Source: Ella Hovsepian / Getty

Source: Ella Hovsepian / Getty

It was so good to be able to share that with them, because I had the actual award, too, so of course I brought it to the party and everybody got to feel it and hold it and see how heavy it was.

One thing I always wonder when people win their awards, like their Emmys, is where do you put that in your house? Do you have a trophy case? Is it up on your mantle?

Well, right now, my sister has it. She has to mail it to me because I couldn’t put it in my suitcase. It was heavy. I’m going to put it on my piano. It will be the only thing on the piano and it’ll be in the middle of the window, which is a little obnoxious. I probably won’t open my blinds, but it’s the only space in my apartment.


Source: Ella Hovsepian / Getty

I have used my awards like decor in my house. I don’t have a specific area, but some of the awards, like my Soul Train award, is so pretty. It’s this African mask and it has a green stone base, so it looks like a statue. You don’t really know it’s an award until you get up on it. And I have four [NAACP] Image Awards at the top of my bookshelf. The other two I won, I had given to my parents. I have five here, and my dad has one. When my mom passed, I got my award back.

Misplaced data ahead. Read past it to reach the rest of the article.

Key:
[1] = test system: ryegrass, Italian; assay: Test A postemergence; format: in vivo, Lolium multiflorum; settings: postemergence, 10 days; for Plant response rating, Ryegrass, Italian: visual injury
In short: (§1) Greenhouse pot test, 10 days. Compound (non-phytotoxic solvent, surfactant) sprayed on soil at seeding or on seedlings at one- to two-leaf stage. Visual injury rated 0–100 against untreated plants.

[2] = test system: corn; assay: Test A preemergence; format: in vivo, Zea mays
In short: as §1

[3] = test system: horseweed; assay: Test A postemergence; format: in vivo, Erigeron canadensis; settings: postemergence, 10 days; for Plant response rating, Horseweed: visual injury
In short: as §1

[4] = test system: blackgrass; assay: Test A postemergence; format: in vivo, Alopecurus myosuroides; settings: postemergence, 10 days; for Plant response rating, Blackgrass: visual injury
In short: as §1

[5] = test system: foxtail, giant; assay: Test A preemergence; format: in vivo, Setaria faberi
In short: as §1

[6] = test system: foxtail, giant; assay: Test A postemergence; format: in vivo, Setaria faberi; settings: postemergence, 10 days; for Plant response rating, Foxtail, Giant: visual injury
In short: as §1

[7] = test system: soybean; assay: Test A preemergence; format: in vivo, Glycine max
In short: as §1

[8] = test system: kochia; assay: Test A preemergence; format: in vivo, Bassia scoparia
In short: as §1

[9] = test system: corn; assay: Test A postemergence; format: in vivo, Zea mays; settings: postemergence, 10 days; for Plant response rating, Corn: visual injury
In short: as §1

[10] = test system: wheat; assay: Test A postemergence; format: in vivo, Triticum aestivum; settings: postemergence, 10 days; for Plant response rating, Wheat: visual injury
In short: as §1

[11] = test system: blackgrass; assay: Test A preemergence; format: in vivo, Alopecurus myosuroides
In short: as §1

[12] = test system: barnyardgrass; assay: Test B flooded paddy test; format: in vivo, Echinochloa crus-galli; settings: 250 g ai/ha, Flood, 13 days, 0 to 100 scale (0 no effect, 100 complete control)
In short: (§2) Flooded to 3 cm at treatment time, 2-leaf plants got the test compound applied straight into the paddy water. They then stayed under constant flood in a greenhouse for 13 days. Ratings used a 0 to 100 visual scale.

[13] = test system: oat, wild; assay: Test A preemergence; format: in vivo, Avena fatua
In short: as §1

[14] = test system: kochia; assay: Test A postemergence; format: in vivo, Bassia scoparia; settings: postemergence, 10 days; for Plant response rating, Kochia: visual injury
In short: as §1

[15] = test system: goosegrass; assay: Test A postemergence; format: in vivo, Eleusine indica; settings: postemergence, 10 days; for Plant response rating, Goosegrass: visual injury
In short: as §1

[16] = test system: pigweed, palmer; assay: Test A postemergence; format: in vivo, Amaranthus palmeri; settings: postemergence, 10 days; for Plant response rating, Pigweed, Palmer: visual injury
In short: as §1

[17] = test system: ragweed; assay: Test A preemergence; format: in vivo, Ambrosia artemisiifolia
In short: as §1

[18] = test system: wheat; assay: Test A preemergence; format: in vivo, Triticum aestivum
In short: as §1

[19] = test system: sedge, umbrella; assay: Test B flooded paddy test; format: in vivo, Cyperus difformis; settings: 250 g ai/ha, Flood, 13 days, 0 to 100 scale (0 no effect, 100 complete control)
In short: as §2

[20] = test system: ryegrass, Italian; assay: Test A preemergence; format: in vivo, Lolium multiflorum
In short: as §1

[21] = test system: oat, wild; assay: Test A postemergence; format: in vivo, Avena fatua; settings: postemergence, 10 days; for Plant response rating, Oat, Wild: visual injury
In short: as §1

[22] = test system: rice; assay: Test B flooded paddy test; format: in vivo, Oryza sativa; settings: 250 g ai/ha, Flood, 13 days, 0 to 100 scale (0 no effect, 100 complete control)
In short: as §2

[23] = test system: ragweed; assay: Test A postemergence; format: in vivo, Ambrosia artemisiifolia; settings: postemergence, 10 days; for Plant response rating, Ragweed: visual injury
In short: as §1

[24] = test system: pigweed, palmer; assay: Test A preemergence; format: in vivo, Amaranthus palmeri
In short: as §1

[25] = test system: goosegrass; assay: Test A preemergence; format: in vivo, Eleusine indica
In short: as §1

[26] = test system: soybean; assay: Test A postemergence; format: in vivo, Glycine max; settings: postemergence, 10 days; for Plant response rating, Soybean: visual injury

But I don’t know, it’s not something I’ve thought about lately in the last couple of days, because I don’t want to be driven by that. I don’t like the feeling of being left out. So I just don’t think about it like that. And so it was a surprise in that it happened to me at this part of my life and, really, to my dad, too. We both kept laughing!


I don’t know why we were laughing. My daughter thought my dad didn’t get it, but we were laughing at the irony! I think we were laughing at the irony of it and what a way for me to be able to say thank you to everybody that invested in me along the way.

I left home at seventeen, so I was mentored by the people I was working with; the Ailey schools, the Broadway shows I did. So I appreciate all of that.


Absolutely, and we appreciate you and your storied career that we have seen over the years. For you, when you look back at your roles, what, to you, has been your favorite to play?

I don’t know one, because there are a lot of things that I’ve done that people haven’t seen.

Yes. Tell us about them!

A lot of my favorite work… Everybody doesn’t see the plays I did, and the work I did here in Atlanta with True Colors… They were momentous for me, those plays. And I got to do roles that I never get offered when I’m in L.A. I was needed here. They don’t really need me in L.A. It’s like a bunch of oranges that fell on the ground and nobody eats them because there’s so many.